Hey there, time traveller!
This article was published 20/10/2013 (981 days ago), so information in it may no longer be current.
PRIME Minister Stephen Harper and his government deserve credit for achieving a comprehensive economic and trade agreement with the European Union. Europe has 15 times Canada’s population and 10 times its gross domestic product, but Mr. Harper achieved a package of trade concessions that looks reasonably balanced.
As with Canada’s other major trade agreements — with the U.S. and Mexico — the costs and benefits will only become apparent as the years go by. The agreement, for example, provides that Canadian automakers can ship 100,000 vehicles a year to Europe, a 12½-fold increase from our current average exports. The government’s sales pitch for the agreement assumes that this level of sales will be achieved. But do that many European consumers want the cars Canada produces? Perhaps, but it’s too early to say.
In the same way, trade in cheese may increase to the large extent the government forecasts with the expansion of Canada’s cheese import quotas. The authorities have agreed on removal of a trade barrier, but will Winnipeggers increase their cheese consumption or will they stop buying New Bothwell cheese and switch to European-made cheeses instead? Removal of the barrier is a worthy action, but the practical effects remain to be seen.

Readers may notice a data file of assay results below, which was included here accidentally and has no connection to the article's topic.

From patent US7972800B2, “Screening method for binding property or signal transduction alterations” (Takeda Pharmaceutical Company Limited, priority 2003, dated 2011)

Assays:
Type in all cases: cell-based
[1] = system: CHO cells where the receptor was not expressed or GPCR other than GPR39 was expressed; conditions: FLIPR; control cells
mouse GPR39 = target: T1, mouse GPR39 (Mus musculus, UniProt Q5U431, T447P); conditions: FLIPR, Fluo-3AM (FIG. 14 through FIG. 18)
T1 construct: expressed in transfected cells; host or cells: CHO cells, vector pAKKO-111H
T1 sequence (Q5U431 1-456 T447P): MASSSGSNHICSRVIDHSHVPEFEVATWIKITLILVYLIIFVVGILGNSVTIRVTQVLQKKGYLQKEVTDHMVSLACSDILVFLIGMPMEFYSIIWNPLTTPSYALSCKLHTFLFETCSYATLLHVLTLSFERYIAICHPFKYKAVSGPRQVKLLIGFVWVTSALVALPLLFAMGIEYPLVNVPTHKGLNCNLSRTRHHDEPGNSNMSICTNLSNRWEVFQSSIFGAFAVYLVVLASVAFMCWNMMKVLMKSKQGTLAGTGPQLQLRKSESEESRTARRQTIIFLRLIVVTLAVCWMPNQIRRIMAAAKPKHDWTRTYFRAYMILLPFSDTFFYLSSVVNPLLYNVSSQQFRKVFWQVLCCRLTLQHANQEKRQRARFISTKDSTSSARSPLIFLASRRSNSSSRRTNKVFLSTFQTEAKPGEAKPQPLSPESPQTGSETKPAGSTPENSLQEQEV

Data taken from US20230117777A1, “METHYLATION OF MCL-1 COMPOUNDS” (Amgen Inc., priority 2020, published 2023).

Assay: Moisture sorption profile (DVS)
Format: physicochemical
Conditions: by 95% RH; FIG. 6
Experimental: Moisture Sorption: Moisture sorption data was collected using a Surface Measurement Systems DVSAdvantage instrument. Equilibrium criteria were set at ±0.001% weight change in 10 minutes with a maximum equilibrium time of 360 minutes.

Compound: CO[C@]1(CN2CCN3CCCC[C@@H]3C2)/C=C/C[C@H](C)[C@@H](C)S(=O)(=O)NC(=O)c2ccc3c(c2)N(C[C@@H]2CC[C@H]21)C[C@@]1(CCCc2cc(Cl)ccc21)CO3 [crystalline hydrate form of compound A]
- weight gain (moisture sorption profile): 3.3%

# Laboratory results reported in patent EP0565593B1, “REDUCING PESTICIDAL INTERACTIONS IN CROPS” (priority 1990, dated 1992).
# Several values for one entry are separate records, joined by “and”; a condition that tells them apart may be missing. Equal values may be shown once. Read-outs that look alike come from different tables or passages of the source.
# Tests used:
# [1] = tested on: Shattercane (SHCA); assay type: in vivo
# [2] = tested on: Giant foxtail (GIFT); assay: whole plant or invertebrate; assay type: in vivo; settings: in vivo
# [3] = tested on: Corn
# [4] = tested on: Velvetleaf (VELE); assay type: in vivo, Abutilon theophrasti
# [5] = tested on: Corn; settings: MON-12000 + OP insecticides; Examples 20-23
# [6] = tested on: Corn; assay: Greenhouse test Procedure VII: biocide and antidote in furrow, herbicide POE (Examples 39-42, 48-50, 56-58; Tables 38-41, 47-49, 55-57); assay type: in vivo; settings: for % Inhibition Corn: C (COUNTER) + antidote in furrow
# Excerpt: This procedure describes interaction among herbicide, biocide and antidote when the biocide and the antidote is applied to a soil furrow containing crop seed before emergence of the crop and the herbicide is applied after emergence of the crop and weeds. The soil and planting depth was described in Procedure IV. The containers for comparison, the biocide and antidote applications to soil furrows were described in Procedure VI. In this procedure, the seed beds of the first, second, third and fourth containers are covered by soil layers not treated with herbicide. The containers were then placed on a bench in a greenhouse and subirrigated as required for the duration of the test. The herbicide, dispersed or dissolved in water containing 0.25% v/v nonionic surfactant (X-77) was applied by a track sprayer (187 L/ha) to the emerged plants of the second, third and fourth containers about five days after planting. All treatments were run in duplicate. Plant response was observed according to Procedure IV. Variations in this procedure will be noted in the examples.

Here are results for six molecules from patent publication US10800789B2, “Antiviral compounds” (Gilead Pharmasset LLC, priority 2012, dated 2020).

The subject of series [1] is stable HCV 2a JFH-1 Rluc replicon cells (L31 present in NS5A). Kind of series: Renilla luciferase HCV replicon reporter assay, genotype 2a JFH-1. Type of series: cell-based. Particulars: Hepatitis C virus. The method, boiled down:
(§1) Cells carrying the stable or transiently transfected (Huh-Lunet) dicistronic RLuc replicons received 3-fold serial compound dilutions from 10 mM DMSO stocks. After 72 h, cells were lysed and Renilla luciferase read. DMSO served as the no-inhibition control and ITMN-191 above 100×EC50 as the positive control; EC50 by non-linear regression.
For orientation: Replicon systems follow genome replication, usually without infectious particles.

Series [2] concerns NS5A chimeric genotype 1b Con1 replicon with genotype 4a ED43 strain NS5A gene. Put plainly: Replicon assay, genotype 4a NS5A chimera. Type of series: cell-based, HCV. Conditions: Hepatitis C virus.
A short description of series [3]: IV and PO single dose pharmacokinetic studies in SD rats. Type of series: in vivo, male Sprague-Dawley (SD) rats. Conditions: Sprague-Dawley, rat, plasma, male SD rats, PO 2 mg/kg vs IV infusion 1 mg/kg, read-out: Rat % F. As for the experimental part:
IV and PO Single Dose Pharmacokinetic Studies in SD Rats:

The dairy producers of Canada are already convinced the agreement is a disaster. The same song was sung by Canadian wine producers when Canada-U.S. free trade removed their protections, yet that industry has, in fact, gone from strength to strength under the free trade regime. Dairy producers deserve a fair hearing on the agreement, but it should also be recognized they don’t know what will happen any more than the wine producers did.
Canada won the agreement by granting concessions — more cheese imports, longer patent protection for pharmaceutical drugs, opportunities for European firms to bid on government procurement contracts. But these measures are most likely to benefit Canadians, though they are presented as concessions for negotiating purposes. It’s high time the excellent Canadian dairy industry re-organized to compete on a world scale. It’s high time Canada honoured the rights of drug innovators instead of trying to enjoy worldclass drug therapy on the cheap. It’s high time suppliers to Canadian provinces and municipalities learned to compete against European firms, with the possible result of lower government purchasing costs.
A couple of years more will be needed to produce a legally binding trade treaty and win the necessary concurrence from Parliament, from Canada’s provinces and from the complex decision structure of Europe. During that laborious process, Canadians will hear both horror stories and fairy tales about the costs and benefits of the agreement, most of which should be taken with a grain of salt. By the time the next election rolls around, Canadians will have a better idea how good or bad it is.